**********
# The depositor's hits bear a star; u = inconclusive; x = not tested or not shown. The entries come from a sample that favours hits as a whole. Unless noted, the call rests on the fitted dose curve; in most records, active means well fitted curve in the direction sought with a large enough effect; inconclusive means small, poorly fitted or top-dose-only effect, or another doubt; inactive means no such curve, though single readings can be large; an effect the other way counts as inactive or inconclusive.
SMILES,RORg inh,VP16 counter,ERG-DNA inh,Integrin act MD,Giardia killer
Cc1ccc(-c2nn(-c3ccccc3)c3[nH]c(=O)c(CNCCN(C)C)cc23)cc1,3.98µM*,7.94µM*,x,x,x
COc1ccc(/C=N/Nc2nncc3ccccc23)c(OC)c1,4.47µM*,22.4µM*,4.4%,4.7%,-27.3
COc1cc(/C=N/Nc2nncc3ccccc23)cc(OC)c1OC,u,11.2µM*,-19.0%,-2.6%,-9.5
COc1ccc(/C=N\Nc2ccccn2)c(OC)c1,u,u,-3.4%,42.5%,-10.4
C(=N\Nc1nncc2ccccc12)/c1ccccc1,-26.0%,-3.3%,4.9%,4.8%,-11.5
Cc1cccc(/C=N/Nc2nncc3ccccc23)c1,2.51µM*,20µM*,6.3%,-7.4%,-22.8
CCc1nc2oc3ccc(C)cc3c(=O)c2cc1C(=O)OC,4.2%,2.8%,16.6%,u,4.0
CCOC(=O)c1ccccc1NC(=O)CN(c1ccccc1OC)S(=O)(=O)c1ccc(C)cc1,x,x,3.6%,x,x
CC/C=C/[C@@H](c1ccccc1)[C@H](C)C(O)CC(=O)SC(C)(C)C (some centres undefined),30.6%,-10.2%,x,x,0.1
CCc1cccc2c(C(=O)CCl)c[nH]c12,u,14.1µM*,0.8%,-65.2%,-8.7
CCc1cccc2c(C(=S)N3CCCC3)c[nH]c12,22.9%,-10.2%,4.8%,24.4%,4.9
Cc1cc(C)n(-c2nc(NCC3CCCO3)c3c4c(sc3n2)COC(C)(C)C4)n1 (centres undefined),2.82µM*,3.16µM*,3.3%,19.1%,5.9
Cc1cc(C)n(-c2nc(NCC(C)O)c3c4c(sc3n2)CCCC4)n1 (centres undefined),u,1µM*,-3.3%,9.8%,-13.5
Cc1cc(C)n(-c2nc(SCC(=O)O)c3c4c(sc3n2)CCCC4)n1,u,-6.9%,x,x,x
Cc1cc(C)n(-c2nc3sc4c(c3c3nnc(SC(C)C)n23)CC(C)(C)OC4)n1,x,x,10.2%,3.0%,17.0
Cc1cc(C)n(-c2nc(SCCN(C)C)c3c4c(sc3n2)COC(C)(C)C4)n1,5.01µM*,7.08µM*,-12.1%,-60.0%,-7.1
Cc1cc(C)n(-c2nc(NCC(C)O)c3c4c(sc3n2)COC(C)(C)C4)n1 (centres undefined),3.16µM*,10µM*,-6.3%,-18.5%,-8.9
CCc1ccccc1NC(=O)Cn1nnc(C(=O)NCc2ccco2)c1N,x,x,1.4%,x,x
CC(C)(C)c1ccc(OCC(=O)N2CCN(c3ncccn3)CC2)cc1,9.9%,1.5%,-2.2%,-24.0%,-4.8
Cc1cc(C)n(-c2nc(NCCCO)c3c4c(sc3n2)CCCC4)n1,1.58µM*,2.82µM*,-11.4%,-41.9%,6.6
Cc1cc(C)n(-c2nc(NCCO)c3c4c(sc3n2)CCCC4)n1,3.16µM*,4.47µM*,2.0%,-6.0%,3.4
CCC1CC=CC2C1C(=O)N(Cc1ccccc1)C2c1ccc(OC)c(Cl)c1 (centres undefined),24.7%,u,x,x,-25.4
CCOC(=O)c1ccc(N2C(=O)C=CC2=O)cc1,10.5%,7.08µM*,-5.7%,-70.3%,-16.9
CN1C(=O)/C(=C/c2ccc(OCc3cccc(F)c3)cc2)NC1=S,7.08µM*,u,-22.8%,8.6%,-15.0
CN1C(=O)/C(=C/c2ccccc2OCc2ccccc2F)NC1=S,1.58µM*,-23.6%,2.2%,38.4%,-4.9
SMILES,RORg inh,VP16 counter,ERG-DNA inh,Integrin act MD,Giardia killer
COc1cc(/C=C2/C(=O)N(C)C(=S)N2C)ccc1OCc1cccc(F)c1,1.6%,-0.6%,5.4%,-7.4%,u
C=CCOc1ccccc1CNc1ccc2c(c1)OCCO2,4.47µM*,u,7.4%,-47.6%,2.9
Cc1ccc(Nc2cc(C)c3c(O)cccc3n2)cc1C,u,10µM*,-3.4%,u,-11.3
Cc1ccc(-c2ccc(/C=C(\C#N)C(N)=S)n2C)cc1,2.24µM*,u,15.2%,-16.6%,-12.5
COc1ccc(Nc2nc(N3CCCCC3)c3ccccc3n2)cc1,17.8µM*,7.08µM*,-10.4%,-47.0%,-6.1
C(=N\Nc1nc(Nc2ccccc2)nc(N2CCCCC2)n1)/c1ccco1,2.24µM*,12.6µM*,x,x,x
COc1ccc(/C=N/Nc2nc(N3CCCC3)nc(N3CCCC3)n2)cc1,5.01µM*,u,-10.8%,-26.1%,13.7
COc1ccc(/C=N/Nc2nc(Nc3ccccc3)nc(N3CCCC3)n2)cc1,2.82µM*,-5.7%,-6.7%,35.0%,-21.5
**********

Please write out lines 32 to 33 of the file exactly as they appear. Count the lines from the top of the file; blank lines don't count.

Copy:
Cc1ccc(-c2ccc(/C=C(\C#N)C(N)=S)n2C)cc1,2.24µM*,u,15.2%,-16.6%,-12.5
COc1ccc(Nc2nc(N3CCCCC3)c3ccccc3n2)cc1,17.8µM*,7.08µM*,-10.4%,-47.0%,-6.1